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November 8, 2016 — California General Election
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City of Berkeley
Measure Y1 Charter Amendment - Majority Approval Required

To learn more about measures, follow the links for each tab in this section. For most screenreaders, you can hit Return or Enter to enter a tab and read the content within.

Election Results


38,459 votes yes (70.31%)

16,243 votes no (29.69%)

100% of precincts reporting (108/108).

Shall the City of Berkeley Charter be amended to authorize the City Council to allow persons aged 16 and 17 years old who would otherwise be eligible to vote, to vote for the office of School Director, provided no City funds could be used for any related expenses, such voting is technically workable and would not prevent consolidation with county elections, and would not result in any increased election costs to the City?

What is this proposal?

Measure Details — Official information about this measure

Impartial analysis / Proposal

Zach Cowan, Berkeley City Attorney

This measure was placed on the ballot by the City Council.

This measure would amend the Berkeley City Charter to authorize the City Council to adopt an ordinance granting persons aged 16 and 17 years old, who would otherwise be eligible to vote under state law, to vote for the office of School Director (members of the Berkeley Unified School District Board of Directors).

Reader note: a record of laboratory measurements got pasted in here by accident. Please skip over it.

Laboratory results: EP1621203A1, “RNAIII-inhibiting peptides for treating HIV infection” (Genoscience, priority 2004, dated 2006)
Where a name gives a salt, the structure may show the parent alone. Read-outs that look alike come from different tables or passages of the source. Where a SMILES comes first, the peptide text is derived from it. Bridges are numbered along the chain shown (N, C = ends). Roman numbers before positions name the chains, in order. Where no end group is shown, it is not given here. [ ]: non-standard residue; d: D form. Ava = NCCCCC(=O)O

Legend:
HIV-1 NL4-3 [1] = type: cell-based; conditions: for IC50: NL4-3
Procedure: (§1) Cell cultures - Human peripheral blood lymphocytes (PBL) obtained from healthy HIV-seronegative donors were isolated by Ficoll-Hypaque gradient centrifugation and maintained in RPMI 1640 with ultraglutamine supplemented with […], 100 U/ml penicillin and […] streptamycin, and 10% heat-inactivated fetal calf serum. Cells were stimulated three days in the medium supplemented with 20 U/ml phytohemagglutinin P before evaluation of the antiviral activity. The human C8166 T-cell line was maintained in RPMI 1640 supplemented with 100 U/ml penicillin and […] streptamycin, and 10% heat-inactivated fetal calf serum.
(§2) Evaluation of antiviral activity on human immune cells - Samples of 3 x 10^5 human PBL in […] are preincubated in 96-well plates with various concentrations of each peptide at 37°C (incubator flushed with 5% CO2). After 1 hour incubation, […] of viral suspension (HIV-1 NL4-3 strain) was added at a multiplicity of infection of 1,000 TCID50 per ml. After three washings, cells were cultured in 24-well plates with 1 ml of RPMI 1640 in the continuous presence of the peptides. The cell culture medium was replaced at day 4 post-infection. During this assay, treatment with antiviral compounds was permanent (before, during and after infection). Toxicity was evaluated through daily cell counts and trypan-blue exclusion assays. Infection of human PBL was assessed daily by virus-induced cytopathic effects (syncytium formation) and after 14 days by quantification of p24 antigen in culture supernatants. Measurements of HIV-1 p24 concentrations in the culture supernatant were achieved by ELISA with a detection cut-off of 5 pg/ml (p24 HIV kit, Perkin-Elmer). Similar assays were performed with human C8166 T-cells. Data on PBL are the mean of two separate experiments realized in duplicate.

The Council would not be permitted to adopt such an ordinance unless certain conditions were met. First, no City funds could be used for any expenses related to the ordinance. Second, such voting would have to be technically workable. Third, youth voting could not prevent consolidation of municipal elections with county elections. Fourth, such voting could not result in any increased election costs to the City. Adoption of any ordinance pursuant to the proposed charter amendment would likely be preceded by an agreement between the City, the County Registrar of Voters, and the School District establishing the exact terms and conditions under which affected elections would be held.

Published Arguments — Arguments for and against the ballot measure

Arguments FOR

Voting is the cornerstone of our democracy. Yet less than 20% of 18-29 year olds voted in the 2014 midterm elections, the lowest youth turnout rate ever recorded. We must do something to better engage our youth—Measure Y will do just that by allowing 16- and 17-year olds to vote in Berkeley school board elections.

The Berkeley City Council unanimously voted to put Measure Y1 on the ballot and the Berkeley School Board unanimously supported doing so. By lowering the voting age in Berkeley school board elections, Measure Y1 will:

  • increase voter turnout,
  • give young adults the ability to truly influence the direction of their local schools,
  • increase civic engagement among young adults, and
  • provide a strong incentive to improve civics education.